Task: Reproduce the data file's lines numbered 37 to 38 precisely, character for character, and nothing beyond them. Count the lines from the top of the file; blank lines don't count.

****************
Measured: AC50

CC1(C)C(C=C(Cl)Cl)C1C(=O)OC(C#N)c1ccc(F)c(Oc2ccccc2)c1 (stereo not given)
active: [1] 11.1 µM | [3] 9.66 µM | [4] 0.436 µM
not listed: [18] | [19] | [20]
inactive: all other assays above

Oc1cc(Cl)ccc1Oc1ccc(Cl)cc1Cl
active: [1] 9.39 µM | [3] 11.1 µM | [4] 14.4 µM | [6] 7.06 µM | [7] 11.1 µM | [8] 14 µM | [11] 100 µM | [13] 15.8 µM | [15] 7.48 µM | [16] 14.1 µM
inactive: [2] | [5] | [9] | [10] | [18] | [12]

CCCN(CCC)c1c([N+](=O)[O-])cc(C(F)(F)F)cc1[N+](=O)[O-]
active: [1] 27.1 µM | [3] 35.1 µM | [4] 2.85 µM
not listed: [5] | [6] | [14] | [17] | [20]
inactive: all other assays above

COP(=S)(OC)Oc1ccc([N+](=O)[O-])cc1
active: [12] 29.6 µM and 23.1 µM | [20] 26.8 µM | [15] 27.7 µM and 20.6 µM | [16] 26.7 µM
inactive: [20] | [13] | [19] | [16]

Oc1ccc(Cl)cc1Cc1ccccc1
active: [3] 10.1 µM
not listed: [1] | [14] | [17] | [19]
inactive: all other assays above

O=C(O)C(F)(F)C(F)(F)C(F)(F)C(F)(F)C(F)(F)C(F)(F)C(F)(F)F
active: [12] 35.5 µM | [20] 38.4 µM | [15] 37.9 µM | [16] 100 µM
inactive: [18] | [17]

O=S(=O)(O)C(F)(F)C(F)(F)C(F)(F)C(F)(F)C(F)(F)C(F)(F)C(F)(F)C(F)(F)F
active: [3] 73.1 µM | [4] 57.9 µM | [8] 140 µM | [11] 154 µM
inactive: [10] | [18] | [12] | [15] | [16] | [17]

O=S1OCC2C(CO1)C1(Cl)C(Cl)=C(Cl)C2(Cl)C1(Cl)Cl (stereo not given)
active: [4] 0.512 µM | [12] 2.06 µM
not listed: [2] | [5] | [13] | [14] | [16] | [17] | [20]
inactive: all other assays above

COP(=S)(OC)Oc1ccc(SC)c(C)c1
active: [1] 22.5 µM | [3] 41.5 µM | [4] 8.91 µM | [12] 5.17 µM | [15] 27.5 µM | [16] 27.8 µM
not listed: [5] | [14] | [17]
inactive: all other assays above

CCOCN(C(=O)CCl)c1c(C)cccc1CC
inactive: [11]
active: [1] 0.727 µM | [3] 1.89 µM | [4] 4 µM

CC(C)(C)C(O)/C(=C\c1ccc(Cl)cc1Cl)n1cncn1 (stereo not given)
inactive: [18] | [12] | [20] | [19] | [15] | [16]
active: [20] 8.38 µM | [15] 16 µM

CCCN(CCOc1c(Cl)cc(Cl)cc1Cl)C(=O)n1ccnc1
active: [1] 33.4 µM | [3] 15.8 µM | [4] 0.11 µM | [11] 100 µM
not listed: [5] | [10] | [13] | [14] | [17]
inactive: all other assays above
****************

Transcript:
CC(C)(C)C(O)/C(=C\c1ccc(Cl)cc1Cl)n1cncn1 (stereo not given)
inactive: [18] | [12] | [20] | [19] | [15] | [16]